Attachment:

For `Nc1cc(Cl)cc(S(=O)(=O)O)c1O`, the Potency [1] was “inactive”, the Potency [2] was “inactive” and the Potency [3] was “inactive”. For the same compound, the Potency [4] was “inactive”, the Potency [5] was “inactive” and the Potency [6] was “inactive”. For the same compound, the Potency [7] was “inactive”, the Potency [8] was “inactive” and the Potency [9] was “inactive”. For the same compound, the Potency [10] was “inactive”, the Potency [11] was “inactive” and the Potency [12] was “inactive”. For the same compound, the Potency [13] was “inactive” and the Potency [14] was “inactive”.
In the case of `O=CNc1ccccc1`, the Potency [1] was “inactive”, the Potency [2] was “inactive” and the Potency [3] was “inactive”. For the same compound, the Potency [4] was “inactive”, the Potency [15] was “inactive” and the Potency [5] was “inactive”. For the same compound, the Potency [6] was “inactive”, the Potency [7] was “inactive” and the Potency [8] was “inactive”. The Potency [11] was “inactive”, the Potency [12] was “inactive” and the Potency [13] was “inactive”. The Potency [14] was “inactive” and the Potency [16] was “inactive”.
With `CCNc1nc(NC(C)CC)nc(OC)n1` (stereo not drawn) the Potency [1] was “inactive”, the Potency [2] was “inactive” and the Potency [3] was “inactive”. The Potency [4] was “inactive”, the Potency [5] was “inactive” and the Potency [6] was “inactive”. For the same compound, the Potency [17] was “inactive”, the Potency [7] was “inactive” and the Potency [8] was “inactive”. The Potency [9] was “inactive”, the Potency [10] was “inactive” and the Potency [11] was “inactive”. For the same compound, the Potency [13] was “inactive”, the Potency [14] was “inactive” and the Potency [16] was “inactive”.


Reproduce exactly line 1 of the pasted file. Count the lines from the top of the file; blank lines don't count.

For `Nc1cc(Cl)cc(S(=O)(=O)O)c1O`, the Potency [1] was “inactive”, the Potency [2] was “inactive” and the Potency [3] was “inactive”. For the same compound, the Potency [4] was “inactive”, the Potency [5] was “inactive” and the Potency [6] was “inactive”. For the same compound, the Potency [7] was “inactive”, the Potency [8] was “inactive” and the Potency [9] was “inactive”. For the same compound, the Potency [10] was “inactive”, the Potency [11] was “inactive” and the Potency [12] was “inactive”. For the same compound, the Potency [13] was “inactive” and the Potency [14] was “inactive”.